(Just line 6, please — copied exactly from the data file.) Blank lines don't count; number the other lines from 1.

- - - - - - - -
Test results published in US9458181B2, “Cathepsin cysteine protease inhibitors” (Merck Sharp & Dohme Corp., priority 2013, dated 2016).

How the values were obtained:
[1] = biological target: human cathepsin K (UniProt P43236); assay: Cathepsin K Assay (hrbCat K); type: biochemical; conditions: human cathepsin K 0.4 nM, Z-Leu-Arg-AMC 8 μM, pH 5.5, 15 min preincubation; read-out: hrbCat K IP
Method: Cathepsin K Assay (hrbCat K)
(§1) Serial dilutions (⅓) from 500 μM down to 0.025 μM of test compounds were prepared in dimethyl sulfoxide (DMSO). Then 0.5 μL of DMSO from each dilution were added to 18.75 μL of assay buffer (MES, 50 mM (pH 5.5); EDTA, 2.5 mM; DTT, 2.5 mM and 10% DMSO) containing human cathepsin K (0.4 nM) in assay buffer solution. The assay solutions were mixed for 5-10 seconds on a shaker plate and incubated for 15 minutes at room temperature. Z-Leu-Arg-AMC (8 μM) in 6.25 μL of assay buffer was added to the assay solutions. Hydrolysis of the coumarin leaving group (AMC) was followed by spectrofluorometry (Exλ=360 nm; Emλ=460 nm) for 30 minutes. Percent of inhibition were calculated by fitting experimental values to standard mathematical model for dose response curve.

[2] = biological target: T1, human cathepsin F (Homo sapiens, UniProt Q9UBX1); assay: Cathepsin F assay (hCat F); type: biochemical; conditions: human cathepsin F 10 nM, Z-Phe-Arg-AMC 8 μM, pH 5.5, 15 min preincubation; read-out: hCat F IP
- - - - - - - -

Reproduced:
[2] = biological target: T1, human cathepsin F (Homo sapiens, UniProt Q9UBX1); assay: Cathepsin F assay (hCat F); type: biochemical; conditions: human cathepsin F 10 nM, Z-Phe-Arg-AMC 8 μM, pH 5.5, 15 min preincubation; read-out: hCat F IP